Disaster relief?

BOSTON -- It took the Patriots 24 days to hire Bill Belichick after firing Pete Carroll, the Celtics three days to hire Doc Rivers after letting go of interim coach Frank Carroll, the Bruins six days to replace Dave Lewis with Claude Julien.

On Thursday afternoon, 62 days after Terry Francona wheeled his SUV out of the players' parking lot onto Ipswich Street for the final time as Red Sox manager, the center-field scoreboard at Fenway Park was lit up with this message: "THE BOSTON RED SOX WELCOME BOBBY VALENTINE AS THEIR NEW MANAGER."

"It was not a tidy, orderly, linear process -- it never is," said Red Sox CEO Larry Lucchino, who was speaking not only of the tortuous route the Sox took to Valentine but the hiring of Francona eight years ago, too.

Both, Lucchino noted, were spawned by disasters -- the American League Championship Series Game 7 loss blamed on Grady Little in 2003, the 7-20 September this go-round. And both ended with announcements of the new hires in the first days of December.

But what in the end will be more important to the Red Sox and their fans is not how they got here but whether this declaration by Lucchino will prove true about 61-year-old Robert John Valentine of Stamford, Conn.:

"The point is not how fast or slow we did it but did we find the right guy. I think we found the right guy at the right time for the right team."

Valentine, visibly exhaling as he sat down at the podium he shared with no one else but Ben Cherington -- the Red Sox using a visual cue to reinforce their message that the new general manager was the man who decided on Bobby V -- said he didn't allow himself to believe that the Red Sox would choose him until receiving an e-mail from Cherington while he was in Japan earlier this week.

Valentine consulted his cellphone for reporters, then gave the time and date he received that message: "It was 8:37 a.m. on Nov. 29." That was the time here, not in Japan. "It was dark there," he said. "Nighttime."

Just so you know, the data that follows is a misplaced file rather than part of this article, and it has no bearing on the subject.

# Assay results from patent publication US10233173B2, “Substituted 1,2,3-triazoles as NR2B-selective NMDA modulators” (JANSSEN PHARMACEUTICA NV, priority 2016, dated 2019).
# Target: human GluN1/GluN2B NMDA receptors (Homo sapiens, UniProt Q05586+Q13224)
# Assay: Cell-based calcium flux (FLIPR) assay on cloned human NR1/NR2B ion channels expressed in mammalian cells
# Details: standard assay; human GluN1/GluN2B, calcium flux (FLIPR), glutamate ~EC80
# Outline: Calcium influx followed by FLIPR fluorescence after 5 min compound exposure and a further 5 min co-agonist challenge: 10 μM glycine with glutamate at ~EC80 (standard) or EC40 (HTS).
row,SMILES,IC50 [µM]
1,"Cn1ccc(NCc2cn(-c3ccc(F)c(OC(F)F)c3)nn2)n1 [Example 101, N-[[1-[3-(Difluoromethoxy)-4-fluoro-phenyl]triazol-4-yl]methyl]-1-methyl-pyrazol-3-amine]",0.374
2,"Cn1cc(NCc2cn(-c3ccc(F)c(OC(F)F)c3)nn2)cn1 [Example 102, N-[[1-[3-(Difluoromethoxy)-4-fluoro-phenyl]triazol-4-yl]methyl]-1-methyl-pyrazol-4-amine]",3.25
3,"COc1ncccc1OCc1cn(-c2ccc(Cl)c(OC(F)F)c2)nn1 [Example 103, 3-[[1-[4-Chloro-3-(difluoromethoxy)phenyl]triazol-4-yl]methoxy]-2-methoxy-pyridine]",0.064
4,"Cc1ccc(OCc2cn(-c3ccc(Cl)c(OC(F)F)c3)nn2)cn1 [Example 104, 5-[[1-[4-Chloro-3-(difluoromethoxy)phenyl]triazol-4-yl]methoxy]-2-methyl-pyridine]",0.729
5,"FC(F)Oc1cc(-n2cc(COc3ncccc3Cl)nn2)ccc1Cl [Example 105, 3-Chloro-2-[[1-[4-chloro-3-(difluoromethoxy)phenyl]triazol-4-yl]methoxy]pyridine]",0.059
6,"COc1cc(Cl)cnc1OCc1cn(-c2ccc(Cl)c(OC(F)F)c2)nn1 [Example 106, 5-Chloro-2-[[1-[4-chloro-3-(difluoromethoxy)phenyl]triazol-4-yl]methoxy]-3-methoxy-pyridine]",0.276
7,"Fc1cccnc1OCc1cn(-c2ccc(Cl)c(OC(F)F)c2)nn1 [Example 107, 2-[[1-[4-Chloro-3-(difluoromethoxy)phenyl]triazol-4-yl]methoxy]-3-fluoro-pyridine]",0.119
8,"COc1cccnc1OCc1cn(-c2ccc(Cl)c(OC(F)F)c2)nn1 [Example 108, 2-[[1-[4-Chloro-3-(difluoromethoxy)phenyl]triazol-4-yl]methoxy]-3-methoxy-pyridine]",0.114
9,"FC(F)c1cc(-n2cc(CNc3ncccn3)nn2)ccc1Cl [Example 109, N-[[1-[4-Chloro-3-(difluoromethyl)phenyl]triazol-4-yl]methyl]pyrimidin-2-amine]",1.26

Now comes the dawning of a new chapter, Valentine said in his news conference, one that made him sound bedazzled by the possibilities.

"It's the beginning of a life that I think is going to extend beyond anything else that I thought of doing," said the now former ESPN baseball analyst who almost certainly will have to surrender his other job, as Stamford's public safety director.

"The talent level and the players that we have in this organization, I think, is a gift to anyone. And I'm the receiver of that gift."

Cherington listed all the qualities that made Valentine the right choice -- "enormous baseball intellect, creative, open-minded, clearly passionate, badly wants to win. We believe he is the right person for 2012 and beyond."

Makes one wonder why, if Valentine was all of those things, he didn't make Cherington's original list of candidates. He was, however, on Lucchino's.

"From the outset, as Ben said, we wanted a battle-tested manager with significant experience," Lucchino said.

Except, of course, that Cherington had said nothing of the sort. He had downplayed big league experience as a factor, and the composition of his original list underscored that. Of the five candidates originally brought in for interviews -- Pete Mackanin, Torey Lovullo, Sandy Alomar Jr., Dale Sveum and Gene Lamont -- only Lamont had managed in the big leagues in a full-time capacity. Mackanin and Sveum had each served as interim managers, Sveum for only a dozen games.